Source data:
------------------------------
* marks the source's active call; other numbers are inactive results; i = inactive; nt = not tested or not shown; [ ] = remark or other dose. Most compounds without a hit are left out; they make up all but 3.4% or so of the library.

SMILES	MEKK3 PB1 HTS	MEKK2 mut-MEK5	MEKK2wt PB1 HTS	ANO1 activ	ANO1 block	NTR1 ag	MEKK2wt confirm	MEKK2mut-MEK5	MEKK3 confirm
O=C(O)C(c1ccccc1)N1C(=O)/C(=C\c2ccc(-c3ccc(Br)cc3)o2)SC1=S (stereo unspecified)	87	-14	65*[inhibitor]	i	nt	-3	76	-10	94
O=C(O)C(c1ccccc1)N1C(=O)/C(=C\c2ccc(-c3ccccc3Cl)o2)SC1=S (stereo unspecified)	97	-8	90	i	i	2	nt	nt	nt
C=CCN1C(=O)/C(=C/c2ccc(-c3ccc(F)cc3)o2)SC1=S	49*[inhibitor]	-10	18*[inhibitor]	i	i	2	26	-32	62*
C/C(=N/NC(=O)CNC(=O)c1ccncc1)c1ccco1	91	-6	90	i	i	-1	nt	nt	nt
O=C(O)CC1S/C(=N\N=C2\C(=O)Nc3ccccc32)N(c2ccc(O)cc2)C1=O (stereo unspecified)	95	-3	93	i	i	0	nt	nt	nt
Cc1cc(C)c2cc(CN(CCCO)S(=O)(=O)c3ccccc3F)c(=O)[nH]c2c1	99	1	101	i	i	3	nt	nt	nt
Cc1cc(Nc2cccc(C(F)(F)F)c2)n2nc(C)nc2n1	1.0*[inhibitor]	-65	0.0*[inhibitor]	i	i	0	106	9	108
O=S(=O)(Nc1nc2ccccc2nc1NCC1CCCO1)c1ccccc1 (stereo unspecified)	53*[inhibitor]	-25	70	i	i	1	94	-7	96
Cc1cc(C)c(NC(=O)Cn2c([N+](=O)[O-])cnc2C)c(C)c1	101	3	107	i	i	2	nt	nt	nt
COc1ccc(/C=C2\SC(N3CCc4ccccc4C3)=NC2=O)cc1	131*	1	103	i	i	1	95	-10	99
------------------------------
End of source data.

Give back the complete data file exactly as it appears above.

* marks the source's active call; other numbers are inactive results; i = inactive; nt = not tested or not shown; [ ] = remark or other dose. Most compounds without a hit are left out; they make up all but 3.4% or so of the library.

SMILES	MEKK3 PB1 HTS	MEKK2 mut-MEK5	MEKK2wt PB1 HTS	ANO1 activ	ANO1 block	NTR1 ag	MEKK2wt confirm	MEKK2mut-MEK5	MEKK3 confirm
O=C(O)C(c1ccccc1)N1C(=O)/C(=C\c2ccc(-c3ccc(Br)cc3)o2)SC1=S (stereo unspecified)	87	-14	65*[inhibitor]	i	nt	-3	76	-10	94
O=C(O)C(c1ccccc1)N1C(=O)/C(=C\c2ccc(-c3ccccc3Cl)o2)SC1=S (stereo unspecified)	97	-8	90	i	i	2	nt	nt	nt
C=CCN1C(=O)/C(=C/c2ccc(-c3ccc(F)cc3)o2)SC1=S	49*[inhibitor]	-10	18*[inhibitor]	i	i	2	26	-32	62*
C/C(=N/NC(=O)CNC(=O)c1ccncc1)c1ccco1	91	-6	90	i	i	-1	nt	nt	nt
O=C(O)CC1S/C(=N\N=C2\C(=O)Nc3ccccc32)N(c2ccc(O)cc2)C1=O (stereo unspecified)	95	-3	93	i	i	0	nt	nt	nt
Cc1cc(C)c2cc(CN(CCCO)S(=O)(=O)c3ccccc3F)c(=O)[nH]c2c1	99	1	101	i	i	3	nt	nt	nt
Cc1cc(Nc2cccc(C(F)(F)F)c2)n2nc(C)nc2n1	1.0*[inhibitor]	-65	0.0*[inhibitor]	i	i	0	106	9	108
O=S(=O)(Nc1nc2ccccc2nc1NCC1CCCO1)c1ccccc1 (stereo unspecified)	53*[inhibitor]	-25	70	i	i	1	94	-7	96
Cc1cc(C)c(NC(=O)Cn2c([N+](=O)[O-])cnc2C)c(C)c1	101	3	107	i	i	2	nt	nt	nt
COc1ccc(/C=C2\SC(N3CCc4ccccc4C3)=NC2=O)cc1	131*	1	103	i	i	1	95	-10	99